Filed under: Testimonies and Stories

imageAbby Jones is the pastor of the Evangelical Covenant Church in Stromsburg, NE. She earned an MDiv from North Park Theological Seminary in 2012. Abby is mom to Stella, Lucy, Mabel and Harper. Read more of Abby’s writing at

It was the end of August 2012, and I was seven months pregnant. My husband, two daughters and I loaded up a U-haul truck and watched Chicago disappear in the rearview mirror. We drove west 700 miles until we hit Nebraska. We were on a grand adventure to serve my first call, a solo pastor position of a rural congregation.

I still remember the Skype interview with five members of the Executive Board. The whole day leading up to the interview I was filled with anxiety about knowing the appropriate time in the interview to let the cat out of the bag. They would have to know I was pregnant, and I was convinced it would be a deal breaker.

Fast-forward to a little over a year into the call, when I discovered God was surprising us with a fourth baby. In my shock and awe of God’s timing, I was once again filled with anxiety about how to let the congregation know I would need a second maternity leave. My second maternity leave in under two years. In my first two years as their pastor, nonetheless.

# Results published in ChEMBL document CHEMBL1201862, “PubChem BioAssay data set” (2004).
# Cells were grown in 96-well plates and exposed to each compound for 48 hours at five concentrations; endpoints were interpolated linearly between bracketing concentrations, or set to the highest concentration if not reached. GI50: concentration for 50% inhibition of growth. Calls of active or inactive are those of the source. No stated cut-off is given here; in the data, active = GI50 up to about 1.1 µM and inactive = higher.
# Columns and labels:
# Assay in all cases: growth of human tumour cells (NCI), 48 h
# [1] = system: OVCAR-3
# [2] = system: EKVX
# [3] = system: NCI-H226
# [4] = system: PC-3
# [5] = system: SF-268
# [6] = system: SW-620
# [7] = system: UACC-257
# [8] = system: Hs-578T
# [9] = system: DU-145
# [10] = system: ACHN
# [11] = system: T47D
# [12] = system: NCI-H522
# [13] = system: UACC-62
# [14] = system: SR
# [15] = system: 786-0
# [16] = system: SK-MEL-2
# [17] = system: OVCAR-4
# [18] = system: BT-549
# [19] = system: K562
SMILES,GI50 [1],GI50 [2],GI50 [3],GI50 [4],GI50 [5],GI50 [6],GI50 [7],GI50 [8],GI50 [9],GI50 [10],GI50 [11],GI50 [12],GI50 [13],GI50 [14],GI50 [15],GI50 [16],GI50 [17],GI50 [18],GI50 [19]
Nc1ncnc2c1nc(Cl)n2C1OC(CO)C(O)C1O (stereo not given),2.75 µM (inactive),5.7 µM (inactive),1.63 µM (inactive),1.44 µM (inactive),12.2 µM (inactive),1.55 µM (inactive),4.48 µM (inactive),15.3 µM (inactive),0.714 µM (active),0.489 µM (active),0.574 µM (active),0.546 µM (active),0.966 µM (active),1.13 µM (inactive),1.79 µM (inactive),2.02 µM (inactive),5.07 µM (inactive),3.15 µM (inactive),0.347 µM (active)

For the longest time I had guilt about scheduling meetings around tucking little ones into bed. It felt inconvenient that dinner as a family trumped non-emergent evening care. I was putting in well over 40 hours a week, and yet there was still so much that I wasn’t able to do. Admittedly, most of which were things I had dreamed up. I had to learn to let good ideas die, and visions of programs and projects not see the light of day. There were meetings and appearances that I just had to say no to, because there were not enough hours in the day/week/month/year.

I began to worry that my family was a burden. I saw my family and congregation competing for my time, and I just didn’t have enough to go around. I felt guilty about the time I didn’t have to give to my congregation, but over time I have come to realize that being a mom makes me a better pastor. In fact, my girls have taught me that being a mom isn’t a burden; it’s a bonus! I’ve learned to see my family and congregation not at odds with one another, but working together to expand the Kingdom of God. While there are a lot of reasons moms make great pastors, here are the top three.